Miranda July's 'Kajillionaire' Follows A Family Of Schemers NPR's Scott Simon speaks with writer-director Miranda July about her new film, Kajillionaire, which focuses on a family of thieves.

Miranda July's 'Kajillionaire' Follows A Family Of Schemers

Miranda July's 'Kajillionaire' Follows A Family Of Schemers

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NPR's Scott Simon speaks with writer-director Miranda July about her new film, Kajillionaire, which focuses on a family of thieves.


Robert and Theresa Dyne are career schemers whose highest compliment for their daughter, Old Dolio, is that she learned how to forge before she could write. They fall in with Melanie, who finds the idea of scams exciting, and there is an extraordinary moment in the middle of Miranda July's new film when they come into the home of a dying man and essentially play house - but for him, or for each other?


DEBRA WINGER: (As Theresa) How was school, hon?

UNIDENTIFIED ACTOR #2: (As character) It was fine, but I'm starving.

EVAN RACHEL WOOD: (As Old Dolio) Me, too.

WINGER: (As Theresa) Would you like some leftover cake?

UNIDENTIFIED ACTOR #2: (As character) OK.


WOOD: (As Old Dolio) He just scored?

JENKINS: (As Robert) Oh, he scored a one-holer (ph).

SIMON: "Kajillionaire" stars Richard Jenkins, Debra Winger, Gina Rodriguez and Evan Rachel Wood. And Miranda July, the director, singer, actor and artist joins us from Los Angeles. Thanks so much for being with us.

MIRANDA JULY: So glad to be here.

SIMON: Boy, that's a scene. And I got to tell you, it's, like, almost the one time that I really liked the characters.

JULY: I know. And they're pretending, right?

SIMON: Yeah, exactly. But - as if, like, from emotional muscle memory or something, I don't know. It's an extraordinary scene. It really is. Did you like the characters? You had to spend a lot of time with them. Tell us how they came into being, if you could.

JULY: Yeah. I mean, they - this is the first movie I've made as both a mother and a daughter. So I think - you know, the way when you've only been a child, like, parenting is this kind of seamless - it's like the sky above. You can only shake your fist at it. And then when you become a parent, you're like, oh, this is just a series of somewhat arbitrary decisions I've made.

SIMON: Yeah.

JULY: And so, I think in that sense - I don't know that I'm sympathetic to the parents in this movie, but I understand their logic, you know? Like, I understand how it makes sense to them and, you know, how you could even become self-righteous such that you might become almost villainous.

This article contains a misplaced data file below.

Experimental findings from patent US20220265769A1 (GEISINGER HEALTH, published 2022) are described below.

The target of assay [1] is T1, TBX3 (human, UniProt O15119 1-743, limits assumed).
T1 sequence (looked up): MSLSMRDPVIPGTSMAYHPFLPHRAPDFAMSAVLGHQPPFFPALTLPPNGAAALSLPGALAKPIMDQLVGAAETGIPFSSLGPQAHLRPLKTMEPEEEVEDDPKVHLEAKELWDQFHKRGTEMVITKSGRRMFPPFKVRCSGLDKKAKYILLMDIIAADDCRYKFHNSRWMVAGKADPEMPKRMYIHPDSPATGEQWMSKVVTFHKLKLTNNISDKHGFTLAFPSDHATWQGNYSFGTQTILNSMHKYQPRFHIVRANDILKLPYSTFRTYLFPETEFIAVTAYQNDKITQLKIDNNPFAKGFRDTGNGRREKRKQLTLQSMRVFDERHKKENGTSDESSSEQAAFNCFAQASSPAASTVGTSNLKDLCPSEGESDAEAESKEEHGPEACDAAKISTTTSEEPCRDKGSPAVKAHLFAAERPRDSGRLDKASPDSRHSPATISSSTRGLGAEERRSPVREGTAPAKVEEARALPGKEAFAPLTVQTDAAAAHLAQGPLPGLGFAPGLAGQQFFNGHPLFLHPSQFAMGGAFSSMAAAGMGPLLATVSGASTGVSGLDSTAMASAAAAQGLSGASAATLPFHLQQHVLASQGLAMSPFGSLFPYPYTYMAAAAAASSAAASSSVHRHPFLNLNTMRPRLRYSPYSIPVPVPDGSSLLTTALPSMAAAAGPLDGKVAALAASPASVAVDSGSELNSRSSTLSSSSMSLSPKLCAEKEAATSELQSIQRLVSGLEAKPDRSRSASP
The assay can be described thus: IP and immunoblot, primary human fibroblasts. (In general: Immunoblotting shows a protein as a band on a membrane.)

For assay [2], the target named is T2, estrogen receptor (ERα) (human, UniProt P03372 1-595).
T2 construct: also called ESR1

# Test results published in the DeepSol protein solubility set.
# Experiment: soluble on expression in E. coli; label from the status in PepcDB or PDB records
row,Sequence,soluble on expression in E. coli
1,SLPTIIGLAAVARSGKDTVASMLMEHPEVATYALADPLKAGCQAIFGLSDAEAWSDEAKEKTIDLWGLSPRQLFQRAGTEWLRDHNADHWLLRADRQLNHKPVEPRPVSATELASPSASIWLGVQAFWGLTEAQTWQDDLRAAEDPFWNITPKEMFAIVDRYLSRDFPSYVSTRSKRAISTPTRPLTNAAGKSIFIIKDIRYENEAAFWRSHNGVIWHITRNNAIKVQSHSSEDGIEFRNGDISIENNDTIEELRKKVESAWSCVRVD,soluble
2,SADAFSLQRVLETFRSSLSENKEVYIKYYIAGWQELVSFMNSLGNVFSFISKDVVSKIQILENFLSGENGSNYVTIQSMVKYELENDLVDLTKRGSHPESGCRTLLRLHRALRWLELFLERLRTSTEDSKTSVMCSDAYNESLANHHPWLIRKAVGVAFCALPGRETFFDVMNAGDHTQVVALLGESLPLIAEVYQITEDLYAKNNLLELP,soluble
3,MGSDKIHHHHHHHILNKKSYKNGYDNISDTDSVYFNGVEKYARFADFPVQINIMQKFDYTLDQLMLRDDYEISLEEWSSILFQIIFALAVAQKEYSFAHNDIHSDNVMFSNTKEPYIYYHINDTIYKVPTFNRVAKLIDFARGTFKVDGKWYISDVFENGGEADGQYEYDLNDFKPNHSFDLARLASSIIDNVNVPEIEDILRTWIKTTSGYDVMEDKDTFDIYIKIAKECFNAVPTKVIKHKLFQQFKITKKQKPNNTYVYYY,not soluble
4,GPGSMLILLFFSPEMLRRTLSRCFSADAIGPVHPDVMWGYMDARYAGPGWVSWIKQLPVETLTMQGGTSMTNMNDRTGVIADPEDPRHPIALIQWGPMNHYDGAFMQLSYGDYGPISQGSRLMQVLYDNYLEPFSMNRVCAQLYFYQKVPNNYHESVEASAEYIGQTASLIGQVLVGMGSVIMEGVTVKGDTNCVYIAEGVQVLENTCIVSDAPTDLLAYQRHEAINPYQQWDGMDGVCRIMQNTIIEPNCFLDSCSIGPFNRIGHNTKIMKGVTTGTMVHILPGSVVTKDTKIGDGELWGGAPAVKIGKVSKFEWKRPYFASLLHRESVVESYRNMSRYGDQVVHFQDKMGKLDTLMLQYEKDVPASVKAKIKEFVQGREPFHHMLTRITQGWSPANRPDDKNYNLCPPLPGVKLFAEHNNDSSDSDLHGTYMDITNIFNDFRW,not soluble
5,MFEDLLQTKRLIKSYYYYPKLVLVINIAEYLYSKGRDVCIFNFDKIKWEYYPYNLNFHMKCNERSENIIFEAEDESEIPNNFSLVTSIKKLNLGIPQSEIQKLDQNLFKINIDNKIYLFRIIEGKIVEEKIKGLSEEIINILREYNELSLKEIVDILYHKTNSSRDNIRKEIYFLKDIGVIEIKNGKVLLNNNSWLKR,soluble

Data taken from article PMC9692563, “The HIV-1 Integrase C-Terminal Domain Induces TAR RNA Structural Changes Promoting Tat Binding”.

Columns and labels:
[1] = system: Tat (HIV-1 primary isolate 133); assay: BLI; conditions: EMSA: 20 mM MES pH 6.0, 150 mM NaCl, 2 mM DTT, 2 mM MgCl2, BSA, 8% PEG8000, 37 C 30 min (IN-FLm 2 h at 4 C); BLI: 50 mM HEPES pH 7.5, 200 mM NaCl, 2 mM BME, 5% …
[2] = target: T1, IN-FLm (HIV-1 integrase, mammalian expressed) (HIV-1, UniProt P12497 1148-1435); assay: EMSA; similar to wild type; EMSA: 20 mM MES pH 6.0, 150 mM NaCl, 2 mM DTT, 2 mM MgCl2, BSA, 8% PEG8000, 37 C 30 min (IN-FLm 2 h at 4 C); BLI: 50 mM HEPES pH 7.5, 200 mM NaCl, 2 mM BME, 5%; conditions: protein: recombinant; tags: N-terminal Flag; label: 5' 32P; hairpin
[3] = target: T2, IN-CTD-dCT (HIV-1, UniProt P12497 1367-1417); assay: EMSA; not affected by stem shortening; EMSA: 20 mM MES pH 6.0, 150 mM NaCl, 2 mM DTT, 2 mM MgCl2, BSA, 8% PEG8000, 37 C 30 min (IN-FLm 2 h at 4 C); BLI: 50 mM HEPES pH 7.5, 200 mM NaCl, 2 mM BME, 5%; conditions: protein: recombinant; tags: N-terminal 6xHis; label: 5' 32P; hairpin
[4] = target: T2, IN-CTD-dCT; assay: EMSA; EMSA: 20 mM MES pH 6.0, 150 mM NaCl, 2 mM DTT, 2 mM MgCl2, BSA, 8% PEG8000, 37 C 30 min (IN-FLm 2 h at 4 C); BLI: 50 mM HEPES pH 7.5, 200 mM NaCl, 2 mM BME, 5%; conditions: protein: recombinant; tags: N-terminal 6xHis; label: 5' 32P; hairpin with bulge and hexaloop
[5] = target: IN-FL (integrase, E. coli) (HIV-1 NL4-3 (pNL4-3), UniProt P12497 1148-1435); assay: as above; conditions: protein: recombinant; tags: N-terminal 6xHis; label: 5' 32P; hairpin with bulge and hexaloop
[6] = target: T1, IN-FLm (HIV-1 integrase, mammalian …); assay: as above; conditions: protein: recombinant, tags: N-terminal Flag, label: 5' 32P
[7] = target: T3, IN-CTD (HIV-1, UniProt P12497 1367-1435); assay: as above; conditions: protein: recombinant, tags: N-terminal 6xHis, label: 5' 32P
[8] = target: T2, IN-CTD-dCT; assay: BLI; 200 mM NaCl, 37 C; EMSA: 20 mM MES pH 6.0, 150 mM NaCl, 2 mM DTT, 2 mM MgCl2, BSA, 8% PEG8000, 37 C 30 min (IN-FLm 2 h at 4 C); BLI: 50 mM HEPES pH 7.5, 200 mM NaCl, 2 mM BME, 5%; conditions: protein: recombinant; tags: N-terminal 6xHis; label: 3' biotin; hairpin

SIMON: Well, tell me about Old Dolio, the daughter, played by Evan Rachel Wood. First, how did she - and how did you, for that matter - come up with that name?

JULY: (Laughter) Well, it came in a text from a friend who wrote, I just had a dream that you gave birth to 10 kittens. And then she listed all the names. One of them was Old Dolio. Another one was Marijuana, but I didn't go with Marijuana. I went with Old Dolio (laughter). I just knew that was someone, you know? I was like, who could that be, and why would someone name their child Old Dolio, you know? That's a movie.

SIMON: As part of a scam, Old Dolio goes to a better parenting class, even though, of course, she is not a parent and is not expecting. But does it set off something inside of her?

JULY: Yeah. In the same way that I became aware of parenting as, you know, a series of choices, she suddenly becomes aware that she was parented. like, decisions were made on her behalf, and she starts asking questions, which doesn't really work in this family.

SIMON: Yeah. And there are - you're speaking with us from Los Angeles, of course - always tremors underfoot, aren't there?

JULY: Uh huh, right.

SIMON: How does that shake up everybody? No pun - no, all right, pun intended.

JULY: Right. I know. There are a few more earthquakes than is real in this version of L.A., although I will say, I follow that quake bot on Twitter, and it's always registering stuff that we can't feel. So I've come to think, like, maybe they're just very sensitive, this family.

But in any case, no one else in this scene is ever worried by these earthquakes, whereas they're always getting ready for the big one. And I feel like that is sort of a litmus test, living here. Like, what is your fear level? And theirs is, like, a 10, you know? So that tells us a lot about them.

SIMON: Yeah. You work in so many media, between art and writing - I guess nowadays we call them platforms. What can a film do? What can it reach and touch and tickle within us that other media can't?

JULY: Among the things that I do, films are maybe the most inviting, right? Like, they really call you in. And there's something inherently like a treat about a film. It's a different quality to work with. Like, in some ways I feel like I can be more radical in this medium because it's inherently delectable. And I love it for that. And I love it for being able to sort of cross cultures and languages. I mean, with my first movie, that was the first time I traveled around the world and realized, like, oh, the thing that I'm doing is relevant in spheres that are completely unfamiliar to me. I was hooked on that. I mean, it's hard to ever get unhooked.

SIMON: I like that phrase - movies inherently delectable.

JULY: (Laughter) I still think so.

SIMON: Yeah, meaning kind of hard to resist, even if you don't think you like it.

JULY: Yeah. You're in a world, right? I mean, you're in something like a fantasy or a dream. And we all have that interior space all the time, but to get to go into someone else's interiors space - how incredible is that?

SIMON: Yeah. Miranda July - her film, "Kajillionaire" - thank you so much for being with us.

JULY: Thank you, Scott.


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